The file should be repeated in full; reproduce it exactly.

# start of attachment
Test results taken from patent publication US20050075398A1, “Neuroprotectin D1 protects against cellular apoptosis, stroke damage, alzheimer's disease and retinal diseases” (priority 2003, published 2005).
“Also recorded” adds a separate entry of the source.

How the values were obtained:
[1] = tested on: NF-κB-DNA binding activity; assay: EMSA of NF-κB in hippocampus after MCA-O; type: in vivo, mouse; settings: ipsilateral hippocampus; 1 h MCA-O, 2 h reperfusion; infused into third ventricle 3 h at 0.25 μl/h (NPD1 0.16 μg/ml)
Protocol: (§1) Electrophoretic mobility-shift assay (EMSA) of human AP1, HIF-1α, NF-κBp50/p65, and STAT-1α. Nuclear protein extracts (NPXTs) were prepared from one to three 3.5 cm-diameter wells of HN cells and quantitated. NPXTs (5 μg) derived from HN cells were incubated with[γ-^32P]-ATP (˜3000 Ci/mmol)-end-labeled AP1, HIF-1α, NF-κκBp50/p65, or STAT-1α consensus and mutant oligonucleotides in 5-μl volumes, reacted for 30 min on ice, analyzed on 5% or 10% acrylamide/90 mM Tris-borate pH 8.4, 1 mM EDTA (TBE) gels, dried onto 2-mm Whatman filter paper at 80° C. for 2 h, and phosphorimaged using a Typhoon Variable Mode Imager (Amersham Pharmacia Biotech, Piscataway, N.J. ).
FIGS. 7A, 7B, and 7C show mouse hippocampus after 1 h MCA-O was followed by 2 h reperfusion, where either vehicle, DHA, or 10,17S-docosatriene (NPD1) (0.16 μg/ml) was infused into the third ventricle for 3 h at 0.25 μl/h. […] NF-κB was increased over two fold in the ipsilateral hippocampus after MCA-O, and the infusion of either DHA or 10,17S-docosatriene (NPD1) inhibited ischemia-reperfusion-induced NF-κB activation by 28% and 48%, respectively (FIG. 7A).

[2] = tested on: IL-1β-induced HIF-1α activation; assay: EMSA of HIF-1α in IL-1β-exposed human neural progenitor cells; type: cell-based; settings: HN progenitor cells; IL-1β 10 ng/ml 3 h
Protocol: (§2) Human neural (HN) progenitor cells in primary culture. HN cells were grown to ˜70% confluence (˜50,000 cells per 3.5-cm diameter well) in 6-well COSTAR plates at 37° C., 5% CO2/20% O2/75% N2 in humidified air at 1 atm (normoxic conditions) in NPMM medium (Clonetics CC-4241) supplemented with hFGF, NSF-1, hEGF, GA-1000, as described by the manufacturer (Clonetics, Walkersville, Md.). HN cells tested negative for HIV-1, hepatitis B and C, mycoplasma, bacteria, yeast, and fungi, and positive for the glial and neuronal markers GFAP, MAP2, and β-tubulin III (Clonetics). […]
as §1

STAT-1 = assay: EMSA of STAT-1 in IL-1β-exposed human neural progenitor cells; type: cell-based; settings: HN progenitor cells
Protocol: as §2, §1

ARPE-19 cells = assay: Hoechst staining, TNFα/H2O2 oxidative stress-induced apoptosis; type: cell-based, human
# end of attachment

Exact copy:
Test results taken from patent publication US20050075398A1, “Neuroprotectin D1 protects against cellular apoptosis, stroke damage, alzheimer's disease and retinal diseases” (priority 2003, published 2005).
“Also recorded” adds a separate entry of the source.

How the values were obtained:
[1] = tested on: NF-κB-DNA binding activity; assay: EMSA of NF-κB in hippocampus after MCA-O; type: in vivo, mouse; settings: ipsilateral hippocampus; 1 h MCA-O, 2 h reperfusion; infused into third ventricle 3 h at 0.25 μl/h (NPD1 0.16 μg/ml)
Protocol: (§1) Electrophoretic mobility-shift assay (EMSA) of human AP1, HIF-1α, NF-κBp50/p65, and STAT-1α. Nuclear protein extracts (NPXTs) were prepared from one to three 3.5 cm-diameter wells of HN cells and quantitated. NPXTs (5 μg) derived from HN cells were incubated with[γ-^32P]-ATP (˜3000 Ci/mmol)-end-labeled AP1, HIF-1α, NF-κκBp50/p65, or STAT-1α consensus and mutant oligonucleotides in 5-μl volumes, reacted for 30 min on ice, analyzed on 5% or 10% acrylamide/90 mM Tris-borate pH 8.4, 1 mM EDTA (TBE) gels, dried onto 2-mm Whatman filter paper at 80° C. for 2 h, and phosphorimaged using a Typhoon Variable Mode Imager (Amersham Pharmacia Biotech, Piscataway, N.J. ).
FIGS. 7A, 7B, and 7C show mouse hippocampus after 1 h MCA-O was followed by 2 h reperfusion, where either vehicle, DHA, or 10,17S-docosatriene (NPD1) (0.16 μg/ml) was infused into the third ventricle for 3 h at 0.25 μl/h. […] NF-κB was increased over two fold in the ipsilateral hippocampus after MCA-O, and the infusion of either DHA or 10,17S-docosatriene (NPD1) inhibited ischemia-reperfusion-induced NF-κB activation by 28% and 48%, respectively (FIG. 7A).

[2] = tested on: IL-1β-induced HIF-1α activation; assay: EMSA of HIF-1α in IL-1β-exposed human neural progenitor cells; type: cell-based; settings: HN progenitor cells; IL-1β 10 ng/ml 3 h
Protocol: (§2) Human neural (HN) progenitor cells in primary culture. HN cells were grown to ˜70% confluence (˜50,000 cells per 3.5-cm diameter well) in 6-well COSTAR plates at 37° C., 5% CO2/20% O2/75% N2 in humidified air at 1 atm (normoxic conditions) in NPMM medium (Clonetics CC-4241) supplemented with hFGF, NSF-1, hEGF, GA-1000, as described by the manufacturer (Clonetics, Walkersville, Md.). HN cells tested negative for HIV-1, hepatitis B and C, mycoplasma, bacteria, yeast, and fungi, and positive for the glial and neuronal markers GFAP, MAP2, and β-tubulin III (Clonetics). […]
as §1

STAT-1 = assay: EMSA of STAT-1 in IL-1β-exposed human neural progenitor cells; type: cell-based; settings: HN progenitor cells
Protocol: as §2, §1

ARPE-19 cells = assay: Hoechst staining, TNFα/H2O2 oxidative stress-induced apoptosis; type: cell-based, human